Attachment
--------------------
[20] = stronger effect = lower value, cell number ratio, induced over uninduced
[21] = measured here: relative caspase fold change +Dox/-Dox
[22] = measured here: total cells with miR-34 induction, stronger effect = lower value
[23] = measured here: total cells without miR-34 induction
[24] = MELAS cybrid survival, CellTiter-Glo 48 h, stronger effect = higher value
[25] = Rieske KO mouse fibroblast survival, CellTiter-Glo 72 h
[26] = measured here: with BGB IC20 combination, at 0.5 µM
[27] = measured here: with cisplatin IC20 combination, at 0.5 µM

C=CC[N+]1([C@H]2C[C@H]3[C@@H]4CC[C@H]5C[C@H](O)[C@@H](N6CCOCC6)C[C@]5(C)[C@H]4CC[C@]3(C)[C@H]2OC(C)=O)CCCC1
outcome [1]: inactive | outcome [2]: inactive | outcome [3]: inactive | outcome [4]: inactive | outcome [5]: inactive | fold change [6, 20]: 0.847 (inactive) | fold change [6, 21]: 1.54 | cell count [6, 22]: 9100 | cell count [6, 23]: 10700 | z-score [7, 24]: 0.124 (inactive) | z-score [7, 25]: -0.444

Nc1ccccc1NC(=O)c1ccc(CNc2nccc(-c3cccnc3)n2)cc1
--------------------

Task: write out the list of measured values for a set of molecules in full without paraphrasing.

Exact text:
[20] = stronger effect = lower value, cell number ratio, induced over uninduced
[21] = measured here: relative caspase fold change +Dox/-Dox
[22] = measured here: total cells with miR-34 induction, stronger effect = lower value
[23] = measured here: total cells without miR-34 induction
[24] = MELAS cybrid survival, CellTiter-Glo 48 h, stronger effect = higher value
[25] = Rieske KO mouse fibroblast survival, CellTiter-Glo 72 h
[26] = measured here: with BGB IC20 combination, at 0.5 µM
[27] = measured here: with cisplatin IC20 combination, at 0.5 µM

C=CC[N+]1([C@H]2C[C@H]3[C@@H]4CC[C@H]5C[C@H](O)[C@@H](N6CCOCC6)C[C@]5(C)[C@H]4CC[C@]3(C)[C@H]2OC(C)=O)CCCC1
outcome [1]: inactive | outcome [2]: inactive | outcome [3]: inactive | outcome [4]: inactive | outcome [5]: inactive | fold change [6, 20]: 0.847 (inactive) | fold change [6, 21]: 1.54 | cell count [6, 22]: 9100 | cell count [6, 23]: 10700 | z-score [7, 24]: 0.124 (inactive) | z-score [7, 25]: -0.444

Nc1ccccc1NC(=O)c1ccc(CNc2nccc(-c3cccnc3)n2)cc1